Is this the face that launched a thousand ships? Considering that George Lazenby only starred in one ‘James Bond’ film, the answer is unequivocally, no. Fresh, young, good looking, Lazenby had it all, attributes exemplified in the greatest role in showbiz. Then he did the unthinkable.
Fresh from filming the brilliant On Her Majesty’s Secret Service (1969), Lazenby walked from the part many would give their left hand for. Since then, Lazenby has become a pop culture indictment for any other actors seemingly miscast in their role, while his contribution to the series has frequently been summed up as uneventful. Long time Bond veteran Desmond Llewelyn himself said that Lazenby was not an actor, while the Australian actor himself frequently admitted that he wished he made at least one more film.
How would that have fared out? It’s an interesting speculation. Lazenby had the ability to become a very memorable James Bond. Had he continued in the role until 1985, he would have been the same age as Roger Moore was when the latter started his 00 career!
As it stands, Lazenby’s sole performance is quite a strong, even if he is a little reticent in places during the film. Filmed following after Sean Connery’s departure in 1967, Lazenby was encouraged to portray James Bond as if he were playing Connery’s Bond, rather than Lazenby’s.
No, Lazenby was not the greatest actor in the world. But who honestly watches a Bond film for Oscar-worthy performances? Timothy Dalton has frequently, albeit arbitrarily and unfairly, been slated for his ‘actorly’ performance, one which has kept from him topping ‘Best Bond’ polls. Movie audiences like action heroes for their charm, agility and humanity. These attributes that Lazenby could bestow, and more.
Out of all the Bond’s to date, Lazenby had the greatest physical prowess. Unlike Moore, Brosnan and, to a certain degree, Dalton, Lazenby had a physicality that proved that he could handle himself in reality, without resorting to the physical bombastistism of Daniel Craig. Wherein many of the actors seemed to play James Bond, in many ways Lazenby was James Bond. He had the necessary arrogance, swagger and bravado to pull off the look of a true assassin.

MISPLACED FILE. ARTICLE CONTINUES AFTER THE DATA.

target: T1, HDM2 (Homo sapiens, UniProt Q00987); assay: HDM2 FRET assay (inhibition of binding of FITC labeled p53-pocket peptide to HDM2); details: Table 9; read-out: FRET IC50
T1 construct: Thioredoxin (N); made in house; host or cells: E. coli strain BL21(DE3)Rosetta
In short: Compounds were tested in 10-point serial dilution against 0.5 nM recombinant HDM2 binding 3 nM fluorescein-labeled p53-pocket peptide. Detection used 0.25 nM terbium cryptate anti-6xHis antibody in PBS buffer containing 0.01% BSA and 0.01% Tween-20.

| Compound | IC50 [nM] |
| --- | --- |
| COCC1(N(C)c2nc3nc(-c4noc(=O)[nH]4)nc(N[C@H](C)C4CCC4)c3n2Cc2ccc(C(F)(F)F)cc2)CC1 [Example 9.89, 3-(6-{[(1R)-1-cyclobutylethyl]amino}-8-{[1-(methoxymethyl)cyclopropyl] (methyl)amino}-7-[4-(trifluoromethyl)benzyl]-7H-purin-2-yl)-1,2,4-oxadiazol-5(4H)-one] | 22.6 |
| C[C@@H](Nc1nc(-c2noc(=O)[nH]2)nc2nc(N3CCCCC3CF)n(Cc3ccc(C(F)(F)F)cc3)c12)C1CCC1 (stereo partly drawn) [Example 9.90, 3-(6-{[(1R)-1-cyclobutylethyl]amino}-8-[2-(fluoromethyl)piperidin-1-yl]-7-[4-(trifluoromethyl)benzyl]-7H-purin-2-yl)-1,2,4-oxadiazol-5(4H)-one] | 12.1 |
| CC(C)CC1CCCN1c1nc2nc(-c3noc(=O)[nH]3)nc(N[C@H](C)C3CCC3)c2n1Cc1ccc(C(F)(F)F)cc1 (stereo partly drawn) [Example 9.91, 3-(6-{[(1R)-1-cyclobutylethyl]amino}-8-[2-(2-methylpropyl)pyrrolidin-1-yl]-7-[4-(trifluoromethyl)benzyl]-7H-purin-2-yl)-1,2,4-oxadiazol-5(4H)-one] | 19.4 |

Re-watching the scene wherein Lazenby breaks the grip of Diana Rigg’s, he does it perfectly. Staring directly at her face, he reaches out and snaps her hand, without a flicker of any hesitation. It’s this moment that best defines how good a Bond he truly was, containing a sense of cool with a physical agility none of his Bondian compatriots had.
On the downside, Bond’s throwaway quips, mastered by Connery and frequented by Moore, did not have come naturally to Lazenby. Glaringly, his flippant ‘this never happened to the other fella’ is ingratiating to listen to, he might as well have winked at the camera. Nor did he have Connery’s animal magnetism, despite his natural good looks, making his sexual conquests in Piz Gloria that bit more awkward to believe than his predecessor.
But it’s the moments where Lazenby eschews Connery’s performance that he really comes into his own. It’s his added humility that comes across strongest. Watching Bond reprimanded by his boss ‘M’ in two scenes, the first being removed from his pursuit of Blofeld, the second being told later in the film that ‘M’ is refusing to help furnish his private vendetta.
The look of embarrassment and defeat is palpable within these scenes, the type no other Bond actor could have portrayed. Timothy Dalton would have enveloped himself with hidden rage, as would Daniel Craig, while Pierce Brosnan would have put on a cheesy smile to hide his humiliation. Sean Connery’s Bond would likely have walked away with a look of nonchalance, knowing that the Service will be lost without him, while Roger Moore’s Bond would likely have treated the situation as a glorified joke that happened to feature him as the punch-line.
Lazenby, however, plays it straight up. He has the look of a man who has been told off by his parents, accounting for his audible look of disappointment, proving that Bond is something most audience’s seemingly have forgotten; human. Certainly, Lazenby’s emotional display of the famous lines We Have All The Time In The World following the death of his newly married bride has a resonance neither Craig nor Brosnan could muster in Casino Royale and The World Is Not Enough during similar scenes respectively.
If Connery was suave, Moore comic and Dalton dark, then Lazenby must have surely been the romantic Bond, a youthful idiot trapped in a world of violence and despair.
Clearly, he didn’t have all the time in the world, as Sean Connery returned for the following film Diamonds Are Forever , eschewing the film’s darker tone for humour and bravado, a trait that would haunt many of the subsequent film’s until 2006. But Lazenby, if not perfect, was the right man for the job, and his sole mission had much more depth to it that normally attributed.
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